"Barry and Hansen have gathered an impressive array of contributors to speculate where the management and organization field might be headed. The Handbook offers refreshing and proactive insights that confront our assumptions about organizations and challenge us to expand our thinking and inquiry. It it must reading for anyone who seeks to understand how we look at, live in, and act on organizations."—Thomas G. Cummings, Marshall School of Business, University of Southern CaliforniaTen years ago critical theory and postmodernism were considered new and emerging theories in Business and Management. What will be the next new important theories to shape the field? In one edited volume, David Barry and Hans Hansen have commissioned new chapters that will allow readers to stay one step ahead of the latest thinking. Contributors draw on research and practice to introduce ideas that are considered 'fringe' and controversial today, but may be key theoretical contributions tomorrow. Each chapter sets these ideas in their historical context, lays out the key theoretical positions taken by each new approach and makes it clear why these approaches are different to more mainstream concepts. Throughout contributors refer to existing studies that show how these developing themes will change the Business and Management arena.Researchers, teachers and advanced students who are interested in the future of Business and Management scholarship will want to read this Handbook.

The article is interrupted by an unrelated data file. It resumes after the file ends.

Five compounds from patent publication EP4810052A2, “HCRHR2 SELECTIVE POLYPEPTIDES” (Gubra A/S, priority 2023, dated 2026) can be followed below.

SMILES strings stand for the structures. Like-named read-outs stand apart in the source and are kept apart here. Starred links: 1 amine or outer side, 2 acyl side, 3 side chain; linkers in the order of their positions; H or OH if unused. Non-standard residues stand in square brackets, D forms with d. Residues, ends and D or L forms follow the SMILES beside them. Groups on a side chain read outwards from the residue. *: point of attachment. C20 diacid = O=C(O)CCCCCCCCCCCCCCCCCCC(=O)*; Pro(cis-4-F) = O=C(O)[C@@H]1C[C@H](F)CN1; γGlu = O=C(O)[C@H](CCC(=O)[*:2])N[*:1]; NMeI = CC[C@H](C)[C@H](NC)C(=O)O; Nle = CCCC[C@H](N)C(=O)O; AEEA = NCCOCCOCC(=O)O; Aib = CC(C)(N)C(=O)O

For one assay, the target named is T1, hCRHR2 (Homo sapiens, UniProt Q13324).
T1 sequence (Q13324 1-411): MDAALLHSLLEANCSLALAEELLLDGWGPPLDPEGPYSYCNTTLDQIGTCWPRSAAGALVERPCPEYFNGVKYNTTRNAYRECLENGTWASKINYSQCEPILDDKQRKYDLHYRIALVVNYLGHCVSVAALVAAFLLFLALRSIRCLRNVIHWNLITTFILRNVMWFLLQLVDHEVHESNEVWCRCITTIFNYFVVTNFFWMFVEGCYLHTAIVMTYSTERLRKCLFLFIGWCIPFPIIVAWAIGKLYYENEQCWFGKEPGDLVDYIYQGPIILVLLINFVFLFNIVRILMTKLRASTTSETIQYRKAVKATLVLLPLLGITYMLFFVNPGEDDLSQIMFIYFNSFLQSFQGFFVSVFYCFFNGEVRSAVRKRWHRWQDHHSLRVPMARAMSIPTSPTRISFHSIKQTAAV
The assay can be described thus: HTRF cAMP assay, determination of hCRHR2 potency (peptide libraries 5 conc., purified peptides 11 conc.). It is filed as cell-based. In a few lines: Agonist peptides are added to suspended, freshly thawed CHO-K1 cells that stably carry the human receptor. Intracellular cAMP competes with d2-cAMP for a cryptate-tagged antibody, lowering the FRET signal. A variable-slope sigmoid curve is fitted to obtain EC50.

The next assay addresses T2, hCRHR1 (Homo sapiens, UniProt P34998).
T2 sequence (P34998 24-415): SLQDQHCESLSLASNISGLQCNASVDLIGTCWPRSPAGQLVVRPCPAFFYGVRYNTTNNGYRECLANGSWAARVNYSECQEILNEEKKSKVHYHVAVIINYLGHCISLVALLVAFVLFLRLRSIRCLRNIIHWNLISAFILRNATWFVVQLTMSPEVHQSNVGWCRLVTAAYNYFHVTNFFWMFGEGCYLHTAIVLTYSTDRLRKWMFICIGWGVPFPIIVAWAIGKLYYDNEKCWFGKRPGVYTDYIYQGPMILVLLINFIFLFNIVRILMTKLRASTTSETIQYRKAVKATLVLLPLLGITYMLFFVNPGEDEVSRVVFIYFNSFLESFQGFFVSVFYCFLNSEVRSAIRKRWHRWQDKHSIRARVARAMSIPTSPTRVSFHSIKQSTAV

Chapter 83: The Craft and Art of Narrative Inquiry in Organizations
The Craft and Art of Narrative Inquiry in Organizations
In this chapter, we explore the application and relevance of narrative forms of inquiry to organizational development practice. We map the journey of an apprenticeship in narrative ideas and practices, showing how one learns and is taught the craft and art of narrative inquiry. In particular, we seek to illuminate some of the measures of a ‘good question’ and to demonstrate how such inquiry can be harnessed to generate the knowledges of practitioners operating at all levels of organizations to inform organizational change and development, as opposed to exerting outside expert analyses and solutions.
Why a Narrative Approach to Organizational Inquiry?
How do we work with organizations or organizational practitioners ...